Fortunately the CF1 was stolen and by that time Gitzo had their anti-rotation thingy. Faster than those flips locks easily. So I got the 3530, the taller one that doesn't even come with a centre post [lighter AND stiffer]. It is taller than me ready for those steep hillside locations, and I have just developed the habit of not fully extending all the legs.

I wish I'd had this 20 years ago, very light, very stiff, takes a big load and a joy to use. I used to hate tripods - no longer.


Bryce Lee: "Tripods—they're all too short in height, every last one of them!

You might want to look at a majestic tripod
they and their gear heads have been on my wish list for a long time.

Awesome. Now, what about that head?

Robert S.

A cable release is essential if you want to control the exact moment of exposure - or at least the point when exposure starts. For example to exclude/include moving objects like cars or people. Less important for long night exposures of course. In my own case I'm mostly using the tripod in daylight when I just need to avoid camera movement at slowish shutter speeds - rarely longer than 1/2 sec though,

...after I wrote the 'flip lock' entry above, I also remembered that Gitzo tripods in the studio setting were the only tripods I ever saw with people using them with vice grips clamped on the control arms, because people could no longer 'monkey-grip' enough to lock them! It was last night's 'nacht-mare'. Old Gitzo's remind me of another phrase, for some reason: "Exploding Balcar". Another night mare to follow this pm!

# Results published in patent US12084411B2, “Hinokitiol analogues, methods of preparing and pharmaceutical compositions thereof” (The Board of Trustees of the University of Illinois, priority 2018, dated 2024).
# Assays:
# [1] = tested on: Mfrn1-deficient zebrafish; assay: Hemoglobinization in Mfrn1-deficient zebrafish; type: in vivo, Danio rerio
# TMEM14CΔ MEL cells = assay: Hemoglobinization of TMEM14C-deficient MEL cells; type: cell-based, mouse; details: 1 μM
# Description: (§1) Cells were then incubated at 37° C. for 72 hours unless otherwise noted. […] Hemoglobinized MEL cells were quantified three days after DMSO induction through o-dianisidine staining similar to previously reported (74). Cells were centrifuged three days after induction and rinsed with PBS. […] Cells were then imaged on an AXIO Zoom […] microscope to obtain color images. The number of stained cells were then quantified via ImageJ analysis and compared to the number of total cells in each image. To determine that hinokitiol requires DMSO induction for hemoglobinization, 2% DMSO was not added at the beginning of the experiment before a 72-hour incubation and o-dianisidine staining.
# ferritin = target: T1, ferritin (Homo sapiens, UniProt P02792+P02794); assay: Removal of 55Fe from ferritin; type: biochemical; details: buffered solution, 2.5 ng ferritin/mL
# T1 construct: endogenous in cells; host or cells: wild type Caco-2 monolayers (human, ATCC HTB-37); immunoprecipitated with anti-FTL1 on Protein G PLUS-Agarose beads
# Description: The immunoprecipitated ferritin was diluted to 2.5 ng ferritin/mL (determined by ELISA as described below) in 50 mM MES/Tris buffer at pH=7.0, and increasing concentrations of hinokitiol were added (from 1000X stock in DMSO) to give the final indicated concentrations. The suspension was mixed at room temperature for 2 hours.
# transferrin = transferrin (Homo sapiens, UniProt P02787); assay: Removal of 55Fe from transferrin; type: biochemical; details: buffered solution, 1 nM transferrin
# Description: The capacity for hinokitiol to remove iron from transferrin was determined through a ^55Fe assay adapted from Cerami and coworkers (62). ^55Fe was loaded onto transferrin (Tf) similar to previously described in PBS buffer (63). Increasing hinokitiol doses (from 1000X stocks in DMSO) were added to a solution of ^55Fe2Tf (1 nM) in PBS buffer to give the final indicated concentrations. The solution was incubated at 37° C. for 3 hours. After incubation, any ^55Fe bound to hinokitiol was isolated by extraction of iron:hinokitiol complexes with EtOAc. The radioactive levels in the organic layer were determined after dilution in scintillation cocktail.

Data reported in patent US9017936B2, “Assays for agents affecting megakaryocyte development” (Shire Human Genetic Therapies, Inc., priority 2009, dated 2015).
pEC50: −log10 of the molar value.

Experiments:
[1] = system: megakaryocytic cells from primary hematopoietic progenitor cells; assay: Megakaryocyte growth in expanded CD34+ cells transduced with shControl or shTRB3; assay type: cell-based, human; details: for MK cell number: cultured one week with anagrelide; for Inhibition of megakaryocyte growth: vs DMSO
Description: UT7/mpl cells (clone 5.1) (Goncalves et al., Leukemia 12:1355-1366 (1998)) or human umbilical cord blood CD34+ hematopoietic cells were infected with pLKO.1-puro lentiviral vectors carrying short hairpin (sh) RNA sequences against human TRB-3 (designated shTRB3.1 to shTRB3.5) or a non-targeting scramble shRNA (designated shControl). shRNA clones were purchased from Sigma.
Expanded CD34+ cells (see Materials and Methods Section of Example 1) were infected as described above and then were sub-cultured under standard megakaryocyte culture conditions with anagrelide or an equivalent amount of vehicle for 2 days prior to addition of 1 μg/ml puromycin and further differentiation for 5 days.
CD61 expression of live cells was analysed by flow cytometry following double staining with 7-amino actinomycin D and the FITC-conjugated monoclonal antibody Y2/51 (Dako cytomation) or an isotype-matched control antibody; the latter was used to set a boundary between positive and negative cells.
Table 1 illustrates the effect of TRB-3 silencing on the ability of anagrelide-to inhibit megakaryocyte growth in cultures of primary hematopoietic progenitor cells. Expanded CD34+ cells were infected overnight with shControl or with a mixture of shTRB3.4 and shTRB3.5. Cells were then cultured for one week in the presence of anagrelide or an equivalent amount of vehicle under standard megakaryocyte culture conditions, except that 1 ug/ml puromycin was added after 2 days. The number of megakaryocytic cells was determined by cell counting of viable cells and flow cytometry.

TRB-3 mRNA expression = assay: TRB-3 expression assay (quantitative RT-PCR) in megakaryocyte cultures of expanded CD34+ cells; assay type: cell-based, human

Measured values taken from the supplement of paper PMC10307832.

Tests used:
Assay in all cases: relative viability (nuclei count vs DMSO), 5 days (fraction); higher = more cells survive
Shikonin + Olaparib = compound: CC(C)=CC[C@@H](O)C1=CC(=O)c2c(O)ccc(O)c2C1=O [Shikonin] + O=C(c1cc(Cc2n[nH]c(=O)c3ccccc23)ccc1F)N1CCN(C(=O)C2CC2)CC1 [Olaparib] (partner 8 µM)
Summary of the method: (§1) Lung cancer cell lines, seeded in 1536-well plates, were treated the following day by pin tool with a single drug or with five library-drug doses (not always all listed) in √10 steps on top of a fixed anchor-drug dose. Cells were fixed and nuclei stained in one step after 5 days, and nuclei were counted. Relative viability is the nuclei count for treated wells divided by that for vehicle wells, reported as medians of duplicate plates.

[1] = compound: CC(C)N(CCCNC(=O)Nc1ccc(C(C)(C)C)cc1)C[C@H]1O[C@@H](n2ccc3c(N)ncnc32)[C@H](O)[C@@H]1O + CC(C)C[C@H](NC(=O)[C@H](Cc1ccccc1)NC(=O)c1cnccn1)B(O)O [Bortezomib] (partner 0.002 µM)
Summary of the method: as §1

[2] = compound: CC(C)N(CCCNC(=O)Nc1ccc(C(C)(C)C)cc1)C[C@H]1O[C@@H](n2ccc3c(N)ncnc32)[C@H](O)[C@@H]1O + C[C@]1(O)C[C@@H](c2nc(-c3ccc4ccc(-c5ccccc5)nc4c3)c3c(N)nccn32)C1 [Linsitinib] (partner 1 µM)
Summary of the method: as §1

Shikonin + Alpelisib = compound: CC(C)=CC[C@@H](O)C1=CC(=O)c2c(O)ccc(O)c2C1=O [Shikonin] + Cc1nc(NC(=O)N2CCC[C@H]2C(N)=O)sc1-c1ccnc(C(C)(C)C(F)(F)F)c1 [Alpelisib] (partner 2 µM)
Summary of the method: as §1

As luck would have it, I was about to consider starting to think about replacing my battered Tiltall, but dreading the research, when I read your post. Problem solved, I clicked through and bought the Gitzo.
Now you need to come up with a similar bargain on a ball-head.

It's 63 inches from the floor to my eye when I'm standing level, I'm looking at a page in a B&H catalog that has Gitzo carbon fiber tripods that only go 60 inches or less, and they're all over 700-800 dollars...you've got to be kidding me...man-up and lift weights, you'll live longer and save money.

...meanwhile Manfrotto has tripods in aluminum with similar specs in the 150 dollar range, at only about twice the weight...you really can't carry 3 more pounds to save 650 dollars? I guarantee that the people who leave their tripods home, would leave them home whether they weighed 3 or 6 pounds, they just don't want to take another thing.

Ok, ok! You finally convinced me to replace my old Gitzo G224! Just ordered it.

"Exploding Balcar"
Reminds me of the 3 foot long 2x2 piece of wood called "The Norman Stick"

Mind you that was for the old Normans that had stitch on the cap banks that would send 1200 joules through tha cap bank switch. The ones I bought in 1980 seems pretty safe.

Just received the Gitzo from B&H today. Took the head off the Bogen/Manfrotto and put it on the Gitzo. Even with the head the Gitzo weighs less than the Bogen/Manfrotto legs. I now have a tripod that puts the camera at eye level without extending the center post and is light enough to carry it with me most places.

The comments to this entry are closed.



Blog powered by Typepad
Member since 06/2007